MBA Essays: Optimizing Content to Make You Stand Out

writing essayBusiness school candidates are often asked to reflect on the most special moments of their lives as they write their application essays. However, prompts that ask for this are so open – they allow applicants to discuss any aspect of their lives, from the very personal to more typical career highlights – it is often difficult to know where to start. Follow these tips to make sure your MBA essays truly stand out:

Use the Space for More Unique Highlights
Reflecting honestly, some candidates may identify the birth of their children (if they have them) as the most special events in their lives. For example, an applicant may feel that overcoming a challenging pregnancy or mentoring his or her child is their most important moment – like most parents, I agree that these can be the most significant, fulfilling, and life-changing events a person can experience.

However, even if it is not explicitly stated, there is also a need in your business school applications to show what sets you apart from other candidates – what unique dimensions you can bring to the program. Thus, while parenthood is a great blessing and a primary aspect of life for many, it is not a great differentiator for one’s MBA applications. With such limited space available to write your essays, your parenthood can be mentioned briefly as a source of motivation and purpose for pursuing your MBA, but should probably not be the main focal point of your essay.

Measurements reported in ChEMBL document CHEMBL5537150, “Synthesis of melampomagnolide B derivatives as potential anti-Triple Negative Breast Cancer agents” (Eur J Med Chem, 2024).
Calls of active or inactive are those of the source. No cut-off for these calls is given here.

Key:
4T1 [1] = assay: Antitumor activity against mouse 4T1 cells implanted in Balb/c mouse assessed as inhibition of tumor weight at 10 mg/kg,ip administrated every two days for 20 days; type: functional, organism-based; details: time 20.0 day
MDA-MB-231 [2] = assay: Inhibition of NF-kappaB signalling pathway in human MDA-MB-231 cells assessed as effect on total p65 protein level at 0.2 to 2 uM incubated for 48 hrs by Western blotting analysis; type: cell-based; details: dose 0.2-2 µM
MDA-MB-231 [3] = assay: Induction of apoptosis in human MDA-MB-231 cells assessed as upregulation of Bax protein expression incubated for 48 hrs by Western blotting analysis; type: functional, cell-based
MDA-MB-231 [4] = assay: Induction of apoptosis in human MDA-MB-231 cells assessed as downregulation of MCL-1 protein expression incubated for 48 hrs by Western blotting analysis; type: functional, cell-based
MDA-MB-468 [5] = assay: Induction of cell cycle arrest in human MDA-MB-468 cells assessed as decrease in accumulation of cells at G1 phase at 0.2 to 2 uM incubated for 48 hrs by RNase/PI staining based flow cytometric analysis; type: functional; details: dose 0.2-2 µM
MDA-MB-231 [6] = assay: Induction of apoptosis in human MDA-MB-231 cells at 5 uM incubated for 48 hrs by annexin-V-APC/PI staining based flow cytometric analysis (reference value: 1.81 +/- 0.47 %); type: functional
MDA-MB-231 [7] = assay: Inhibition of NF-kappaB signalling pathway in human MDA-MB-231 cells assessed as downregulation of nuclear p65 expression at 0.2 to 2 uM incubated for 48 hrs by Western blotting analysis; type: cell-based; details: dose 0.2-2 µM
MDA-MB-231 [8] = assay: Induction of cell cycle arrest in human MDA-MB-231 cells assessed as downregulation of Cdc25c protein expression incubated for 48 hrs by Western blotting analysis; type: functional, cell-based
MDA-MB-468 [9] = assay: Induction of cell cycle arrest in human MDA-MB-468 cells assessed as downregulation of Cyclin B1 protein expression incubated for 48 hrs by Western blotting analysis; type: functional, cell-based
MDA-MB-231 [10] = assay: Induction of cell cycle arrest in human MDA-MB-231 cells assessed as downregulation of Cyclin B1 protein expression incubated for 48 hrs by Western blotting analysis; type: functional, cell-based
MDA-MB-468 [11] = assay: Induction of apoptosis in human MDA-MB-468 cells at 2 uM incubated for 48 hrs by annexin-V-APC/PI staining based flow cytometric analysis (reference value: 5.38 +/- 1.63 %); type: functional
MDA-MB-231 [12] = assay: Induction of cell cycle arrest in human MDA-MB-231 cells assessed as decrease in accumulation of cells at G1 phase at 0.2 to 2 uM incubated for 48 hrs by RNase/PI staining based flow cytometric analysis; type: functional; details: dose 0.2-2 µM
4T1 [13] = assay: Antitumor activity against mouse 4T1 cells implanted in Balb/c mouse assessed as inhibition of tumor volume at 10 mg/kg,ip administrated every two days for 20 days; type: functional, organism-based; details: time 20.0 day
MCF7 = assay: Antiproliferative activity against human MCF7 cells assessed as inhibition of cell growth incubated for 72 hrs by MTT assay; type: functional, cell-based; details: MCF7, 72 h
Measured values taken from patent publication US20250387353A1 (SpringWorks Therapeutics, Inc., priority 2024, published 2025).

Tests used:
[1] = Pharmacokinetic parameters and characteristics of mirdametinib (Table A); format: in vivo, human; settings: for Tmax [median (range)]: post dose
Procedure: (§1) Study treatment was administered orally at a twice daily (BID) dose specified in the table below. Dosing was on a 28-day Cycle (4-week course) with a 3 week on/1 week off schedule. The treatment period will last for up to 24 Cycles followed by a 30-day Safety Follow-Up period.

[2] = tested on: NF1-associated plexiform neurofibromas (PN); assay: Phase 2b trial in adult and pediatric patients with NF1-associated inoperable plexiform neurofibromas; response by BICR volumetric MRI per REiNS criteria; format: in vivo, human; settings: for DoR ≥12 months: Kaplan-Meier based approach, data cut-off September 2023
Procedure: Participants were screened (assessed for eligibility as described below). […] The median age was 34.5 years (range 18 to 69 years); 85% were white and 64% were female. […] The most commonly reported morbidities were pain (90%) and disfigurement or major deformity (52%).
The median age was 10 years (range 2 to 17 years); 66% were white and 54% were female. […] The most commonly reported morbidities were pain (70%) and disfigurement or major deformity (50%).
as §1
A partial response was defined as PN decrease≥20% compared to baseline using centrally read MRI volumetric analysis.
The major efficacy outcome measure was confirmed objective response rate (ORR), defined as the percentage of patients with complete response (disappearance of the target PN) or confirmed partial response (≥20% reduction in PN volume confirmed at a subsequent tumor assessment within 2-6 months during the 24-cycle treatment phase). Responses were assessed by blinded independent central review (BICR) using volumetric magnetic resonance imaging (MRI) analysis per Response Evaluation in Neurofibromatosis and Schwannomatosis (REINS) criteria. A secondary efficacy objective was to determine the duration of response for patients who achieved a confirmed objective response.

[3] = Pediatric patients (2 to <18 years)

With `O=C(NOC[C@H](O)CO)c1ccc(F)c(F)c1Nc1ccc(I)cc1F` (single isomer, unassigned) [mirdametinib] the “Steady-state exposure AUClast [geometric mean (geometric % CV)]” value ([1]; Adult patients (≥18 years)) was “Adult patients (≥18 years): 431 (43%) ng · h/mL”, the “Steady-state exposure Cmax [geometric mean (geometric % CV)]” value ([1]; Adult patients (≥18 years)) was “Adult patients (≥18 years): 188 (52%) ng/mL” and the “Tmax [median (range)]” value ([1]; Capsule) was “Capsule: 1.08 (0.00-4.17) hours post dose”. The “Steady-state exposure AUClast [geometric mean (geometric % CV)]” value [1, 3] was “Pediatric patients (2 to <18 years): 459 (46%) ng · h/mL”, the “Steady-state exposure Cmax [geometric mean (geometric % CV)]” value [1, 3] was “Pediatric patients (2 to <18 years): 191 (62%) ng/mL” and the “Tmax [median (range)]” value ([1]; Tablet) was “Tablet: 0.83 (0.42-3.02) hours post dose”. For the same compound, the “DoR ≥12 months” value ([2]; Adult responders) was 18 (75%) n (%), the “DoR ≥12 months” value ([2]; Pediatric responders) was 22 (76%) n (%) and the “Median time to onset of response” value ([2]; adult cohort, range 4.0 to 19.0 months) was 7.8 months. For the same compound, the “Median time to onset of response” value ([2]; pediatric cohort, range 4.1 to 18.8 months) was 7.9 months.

Remember to also keep your answers to essay questions concise. For example, you may share how you saved your family’s business during one part of your application, and play up your sense of responsibility as a major strength during another section of the application, however sharing the former should have already done the job of covering both points. You can then use the second space to display your other impressive strengths.

Being concise in your essays will allow you to cover more ground, share more of your personality, and add more dimensions to your application. You would be better off highlighting another, different strength than writing about a strength that could have been covered in an earlier narrative.

Add Just the Right Level of Detail
Although you should definitely use your MBA essays to touch on your motivations and inspiration for attending business school, and share other exciting activities that you participate in, remember that allocating 200 words to specifics such as a detailed medical procedure or your philosophies about parenting is not ideal. Briefly mentioning these details in passing can tie the theme of your essay together and give it a nice flow, but dwelling too long on them can jumble your message and confuse the reader.

Similarly, playing up only one general strength (such as your physical prowess) through a whole paragraph could come off negatively and make it seem like you do not have much else to offer. Allocating too much space for one strength comes with the opportunity cost of not being able to present your other strengths and aspects of personal development to the Admissions Committee. In contrast, sharing an unexpected range of talents and interests will be more exciting and win over a broader type of audience.

Remember to Be Real
Finally, as you choose your essay content, be sure that you choose meaningful events and real challenges that you have faced. Stay away from token failures and weaknesses – for instance, identifying losing a game at a party would seem silly to mention during your essays, and writing about it could actually make you come off as insincere. Use the space you are allotted to show your ability to honestly evaluate yourself, identify the next steps in your development, and recognize how an MBA will fit into your career plans.

Applying to business school? Call us at 1-800-925-7737 and speak with an MBA admissions expert today, or take our free MBA Admissions Profile Evaluation for personalized advice for your unique application situation! And as always, be sure to find us on Facebook, YouTube, Google+ and Twitter.

Written by Edison Cu, a Veritas Prep Head Consultant for INSEAD.